Paramount goes digital, causes theater owners headache

It doesn't matter what you think of Will Ferrell's performance.

"Anchorman 2" will go down in history as the last Paramount Picture to be shown in American theaters on film.

"I love film and I love the way the film looked and the graininess of film and hearing that [sound] going through the projectors, just a feel, you know as you're growing up, you know you're at a movie theater, now it's a little quiet," Rheem Theater owner Derek Zemrak said.

Film projectors are being replaced by digital ones. And reels of celluloid are being replaced by hard drives.

Zemrak's Rheem Theater was state of the art and the first in the country with stadium seating in the 1950s, but the Rheem almost didn't make it.

"A lot of the independent theaters have closed across the country. Several here in the Bay Area," Zemrak said.

The digital projectors cost $80,000 each.

The Rheem launched a fundraising campaign with some help from Hollywood.

"Hey, I'm Thomas Ian Nicholas from the American Pie Films," Nicholas said.

"I'm Doug Jones. You might know me as a bunch of characters in their makeup," Jones said.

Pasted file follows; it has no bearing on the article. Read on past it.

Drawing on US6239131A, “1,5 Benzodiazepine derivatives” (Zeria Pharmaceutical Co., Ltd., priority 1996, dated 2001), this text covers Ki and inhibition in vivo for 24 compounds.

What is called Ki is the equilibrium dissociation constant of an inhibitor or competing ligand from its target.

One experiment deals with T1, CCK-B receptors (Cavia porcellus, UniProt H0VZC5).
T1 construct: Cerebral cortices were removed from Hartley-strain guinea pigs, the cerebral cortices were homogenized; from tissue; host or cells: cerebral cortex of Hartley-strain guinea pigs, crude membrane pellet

"Hey I'm Shorty Rossi. Do me a favor. Help save the Rheem Theater, so it won't close down," Rossi said.

They set out a bucket and gathered enough to upgrade three of their four screens thanks in part to a mystery donor who dropped in $5,000.

"Wow you know it's like all these hundreds in this box," Zemrak said.

But the digital project can quickly become a touchy topic among independent theater owners who in many cases are shelling out hundreds of thousands of dollars for something that's in large part designed to save the studios money.

Reporter: "How much of the savings gets passed on to you?"

"None. That's why we're not happy about it," Grand Lake Theater owner Allen Michaan said.

Michaan's Grand Lake Theater in Oakland is showing Paramount's first digital-only release, "The Wolf of Wall Street."

"I don't want to get a bad reputation," Michaan said.

The hard drive it ships on might cost a $100 compared to several thousand for a celluloid print, but the studios charge the theater the same amount.

Michaan has no choice but to pay it.

He admits, though that digital image looks awfully good.

"I love 35mm film, I miss it. But it's progress, there's nothing we can do," Michaan said.

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